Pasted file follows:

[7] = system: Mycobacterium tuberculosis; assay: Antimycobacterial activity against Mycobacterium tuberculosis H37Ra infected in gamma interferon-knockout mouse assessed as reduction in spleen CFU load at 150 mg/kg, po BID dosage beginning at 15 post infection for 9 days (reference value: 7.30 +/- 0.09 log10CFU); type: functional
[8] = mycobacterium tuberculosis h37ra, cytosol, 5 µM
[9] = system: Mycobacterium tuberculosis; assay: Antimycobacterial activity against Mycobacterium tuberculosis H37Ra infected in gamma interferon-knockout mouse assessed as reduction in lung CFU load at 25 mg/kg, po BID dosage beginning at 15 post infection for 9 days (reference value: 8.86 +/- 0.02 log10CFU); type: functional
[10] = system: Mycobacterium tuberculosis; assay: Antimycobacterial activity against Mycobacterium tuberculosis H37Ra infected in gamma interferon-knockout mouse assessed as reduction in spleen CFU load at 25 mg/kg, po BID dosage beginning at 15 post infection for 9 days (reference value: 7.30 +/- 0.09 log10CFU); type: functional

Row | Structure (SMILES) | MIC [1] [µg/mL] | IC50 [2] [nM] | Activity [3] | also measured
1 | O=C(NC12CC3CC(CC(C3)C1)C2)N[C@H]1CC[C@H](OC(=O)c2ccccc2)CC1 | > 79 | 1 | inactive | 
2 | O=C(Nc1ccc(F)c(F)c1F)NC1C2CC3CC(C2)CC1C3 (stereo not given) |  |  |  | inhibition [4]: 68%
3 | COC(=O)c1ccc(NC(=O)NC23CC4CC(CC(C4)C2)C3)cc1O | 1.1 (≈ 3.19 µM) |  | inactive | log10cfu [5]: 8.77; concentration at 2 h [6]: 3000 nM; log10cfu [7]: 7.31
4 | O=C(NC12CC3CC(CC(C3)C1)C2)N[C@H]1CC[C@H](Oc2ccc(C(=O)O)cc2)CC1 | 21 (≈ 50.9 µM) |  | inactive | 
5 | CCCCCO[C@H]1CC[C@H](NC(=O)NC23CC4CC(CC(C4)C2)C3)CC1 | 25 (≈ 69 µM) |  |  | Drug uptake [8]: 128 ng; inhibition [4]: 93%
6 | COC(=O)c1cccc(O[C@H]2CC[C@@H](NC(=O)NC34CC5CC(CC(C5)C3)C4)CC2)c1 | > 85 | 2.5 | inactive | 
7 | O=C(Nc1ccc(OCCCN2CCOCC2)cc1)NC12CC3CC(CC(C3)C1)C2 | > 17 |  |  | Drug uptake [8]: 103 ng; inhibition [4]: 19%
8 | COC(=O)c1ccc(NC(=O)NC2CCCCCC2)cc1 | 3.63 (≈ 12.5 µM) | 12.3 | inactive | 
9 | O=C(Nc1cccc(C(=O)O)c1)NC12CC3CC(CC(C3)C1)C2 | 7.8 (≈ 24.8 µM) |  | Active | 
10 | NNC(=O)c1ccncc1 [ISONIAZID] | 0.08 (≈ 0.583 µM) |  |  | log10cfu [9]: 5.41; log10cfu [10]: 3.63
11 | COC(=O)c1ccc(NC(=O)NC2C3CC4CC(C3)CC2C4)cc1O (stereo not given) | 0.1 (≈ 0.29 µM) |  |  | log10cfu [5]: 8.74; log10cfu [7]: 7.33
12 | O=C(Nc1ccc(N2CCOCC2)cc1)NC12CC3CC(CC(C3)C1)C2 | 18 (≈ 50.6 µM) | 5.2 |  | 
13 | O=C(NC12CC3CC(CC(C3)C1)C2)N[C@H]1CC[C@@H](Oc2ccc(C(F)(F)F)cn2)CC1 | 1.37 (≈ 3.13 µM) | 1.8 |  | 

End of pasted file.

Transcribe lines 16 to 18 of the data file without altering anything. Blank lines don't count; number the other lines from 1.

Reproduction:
11 | COC(=O)c1ccc(NC(=O)NC2C3CC4CC(C3)CC2C4)cc1O (stereo not given) | 0.1 (≈ 0.29 µM) |  |  | log10cfu [5]: 8.74; log10cfu [7]: 7.33
12 | O=C(Nc1ccc(N2CCOCC2)cc1)NC12CC3CC(CC(C3)C1)C2 | 18 (≈ 50.6 µM) | 5.2 |  | 
13 | O=C(NC12CC3CC(CC(C3)C1)C2)N[C@H]1CC[C@@H](Oc2ccc(C(F)(F)F)cn2)CC1 | 1.37 (≈ 3.13 µM) | 1.8 |  | 